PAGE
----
X for Xiaoshi #NaPoWriMo2021

Xiaoshi,(xiao – little/small, shi – poetry) is a genre of Chinese poetry which came into being in the 1920s from the so called “short poetry movement’. It is also known as the ‘Chinese Haiku‘. Xiaoshis are about presenting vivid yet unconnected images together. These metaphors or pictures just have to have a tiny bit of causality. This form is usually written as a quatrain.

For more on this form, read – “Japanese haiku and the formation of Chinese short poetry

Here’s an example I wrote :-

A purple frown
Her moral jewellery under lock
The rust browned key
A gift from a past lover.

W for Waka #NaPoWriMo2021

The forms of Japanese poetry most familiar to English poets are the Haiku and the Senryu, the 17-syllable poems. But these popular forms were derived from an older, but still popular poetic form, the Waka, which had been used for a thousand years before the haiku. The word waka means “Japanese poem,” and it is a form so basic to Japanese literature that it is still studied and written today.

The Waka is often considered synonymous with Tanka (another Japanese poetry form), because both follow a 5-7-5-7-7 syllable per line structure. However, some sources on the Waka suggests that it groups its lines together in a particular way and that is how it is differentiated from a Tanka. The first 3 lines should make up one piece, referred to as the upper verse, and the last 2 lines make another piece, what’s called as the lower verse. Some other sources group this poem into a 2-2-1 or a 2-3 form as well.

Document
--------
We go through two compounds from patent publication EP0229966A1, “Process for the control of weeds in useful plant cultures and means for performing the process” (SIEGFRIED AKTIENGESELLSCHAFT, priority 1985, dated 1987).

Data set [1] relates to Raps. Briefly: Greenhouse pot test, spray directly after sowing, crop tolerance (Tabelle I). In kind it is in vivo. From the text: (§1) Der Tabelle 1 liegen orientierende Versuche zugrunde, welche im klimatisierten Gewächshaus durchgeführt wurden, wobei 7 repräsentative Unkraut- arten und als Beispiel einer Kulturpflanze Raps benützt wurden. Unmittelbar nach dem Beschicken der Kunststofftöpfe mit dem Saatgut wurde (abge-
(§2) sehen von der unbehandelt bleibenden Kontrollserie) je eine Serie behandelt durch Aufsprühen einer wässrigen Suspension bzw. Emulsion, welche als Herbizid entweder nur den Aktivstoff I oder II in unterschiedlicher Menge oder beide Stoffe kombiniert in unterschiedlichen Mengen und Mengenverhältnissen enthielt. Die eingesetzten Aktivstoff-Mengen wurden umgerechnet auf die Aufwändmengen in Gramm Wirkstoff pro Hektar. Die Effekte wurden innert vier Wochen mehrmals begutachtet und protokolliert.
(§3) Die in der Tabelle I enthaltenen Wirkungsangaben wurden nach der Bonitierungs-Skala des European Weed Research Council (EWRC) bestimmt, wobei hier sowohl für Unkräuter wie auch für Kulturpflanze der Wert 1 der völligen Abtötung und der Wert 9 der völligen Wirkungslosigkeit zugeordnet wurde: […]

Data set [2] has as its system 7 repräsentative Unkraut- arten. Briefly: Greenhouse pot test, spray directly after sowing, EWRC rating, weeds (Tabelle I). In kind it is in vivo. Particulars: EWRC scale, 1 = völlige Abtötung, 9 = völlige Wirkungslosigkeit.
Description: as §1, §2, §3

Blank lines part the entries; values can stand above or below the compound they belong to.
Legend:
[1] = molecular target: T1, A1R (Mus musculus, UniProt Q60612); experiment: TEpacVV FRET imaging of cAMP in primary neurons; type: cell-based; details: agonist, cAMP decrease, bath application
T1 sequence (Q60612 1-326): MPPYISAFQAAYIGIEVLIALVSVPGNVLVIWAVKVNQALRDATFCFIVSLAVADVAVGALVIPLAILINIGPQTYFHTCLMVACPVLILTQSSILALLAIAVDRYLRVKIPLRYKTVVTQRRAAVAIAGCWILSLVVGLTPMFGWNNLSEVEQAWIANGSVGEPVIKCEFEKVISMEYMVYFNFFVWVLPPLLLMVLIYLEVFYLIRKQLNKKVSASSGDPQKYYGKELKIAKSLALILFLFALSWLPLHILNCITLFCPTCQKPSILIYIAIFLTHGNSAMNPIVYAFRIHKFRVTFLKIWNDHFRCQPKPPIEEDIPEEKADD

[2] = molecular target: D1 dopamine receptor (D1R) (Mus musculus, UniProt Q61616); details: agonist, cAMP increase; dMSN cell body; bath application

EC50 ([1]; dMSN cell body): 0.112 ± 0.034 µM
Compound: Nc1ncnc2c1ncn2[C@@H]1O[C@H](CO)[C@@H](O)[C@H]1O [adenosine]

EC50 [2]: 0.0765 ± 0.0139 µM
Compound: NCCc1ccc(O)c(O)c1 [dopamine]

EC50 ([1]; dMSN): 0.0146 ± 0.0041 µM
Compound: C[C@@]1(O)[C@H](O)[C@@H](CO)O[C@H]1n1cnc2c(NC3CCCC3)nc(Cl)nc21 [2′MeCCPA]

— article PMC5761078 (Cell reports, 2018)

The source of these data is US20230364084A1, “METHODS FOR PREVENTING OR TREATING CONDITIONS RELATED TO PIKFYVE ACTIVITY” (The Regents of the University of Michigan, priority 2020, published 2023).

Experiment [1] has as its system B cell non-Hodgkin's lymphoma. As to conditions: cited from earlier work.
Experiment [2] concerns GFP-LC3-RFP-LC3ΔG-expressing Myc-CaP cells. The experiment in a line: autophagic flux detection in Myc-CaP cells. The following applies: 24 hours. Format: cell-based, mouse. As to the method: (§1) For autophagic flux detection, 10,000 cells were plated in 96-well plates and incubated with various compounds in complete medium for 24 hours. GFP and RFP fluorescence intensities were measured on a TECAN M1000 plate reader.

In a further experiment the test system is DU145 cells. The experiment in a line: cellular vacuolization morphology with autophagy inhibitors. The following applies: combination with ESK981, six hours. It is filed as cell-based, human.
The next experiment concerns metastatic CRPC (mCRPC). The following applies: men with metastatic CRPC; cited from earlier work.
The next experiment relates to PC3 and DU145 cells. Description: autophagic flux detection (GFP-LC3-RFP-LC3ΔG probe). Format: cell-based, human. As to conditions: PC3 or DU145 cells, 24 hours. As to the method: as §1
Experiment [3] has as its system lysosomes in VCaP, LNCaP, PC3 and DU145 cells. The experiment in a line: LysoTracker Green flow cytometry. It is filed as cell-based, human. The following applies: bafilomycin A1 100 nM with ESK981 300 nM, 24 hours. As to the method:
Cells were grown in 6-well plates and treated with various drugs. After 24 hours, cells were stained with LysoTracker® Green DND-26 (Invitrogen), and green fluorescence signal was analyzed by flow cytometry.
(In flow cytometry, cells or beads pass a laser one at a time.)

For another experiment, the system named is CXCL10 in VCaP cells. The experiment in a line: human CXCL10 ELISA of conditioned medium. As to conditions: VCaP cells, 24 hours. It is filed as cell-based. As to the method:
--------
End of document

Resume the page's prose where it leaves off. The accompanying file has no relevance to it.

Here’s a poem that I wrote in NaPoWriMo 2020 and am still not sure whether to call it a waka or a tanka :-

A tinker bell
spun my beliefs out of
my head
While I tried to drag myself
out of the plato’s cave

V for Villanelle #NaPoWriMo2021

The Villanelle (came from villancico; Italian villano, or peasant) emerged as Italian and Spanish dance-songs during the Renaissance period. In france, it started as a ballad like free form. It did not follow any specific schemes, rhymes, or refrains. Rather, the title implied that, like the Italian and Spanish dance-songs, the poems spoke of simple, often pastoral or rustic themes. Overtime, it transformed into a form with a strict pattern and was used by English poets to write lyrical poems.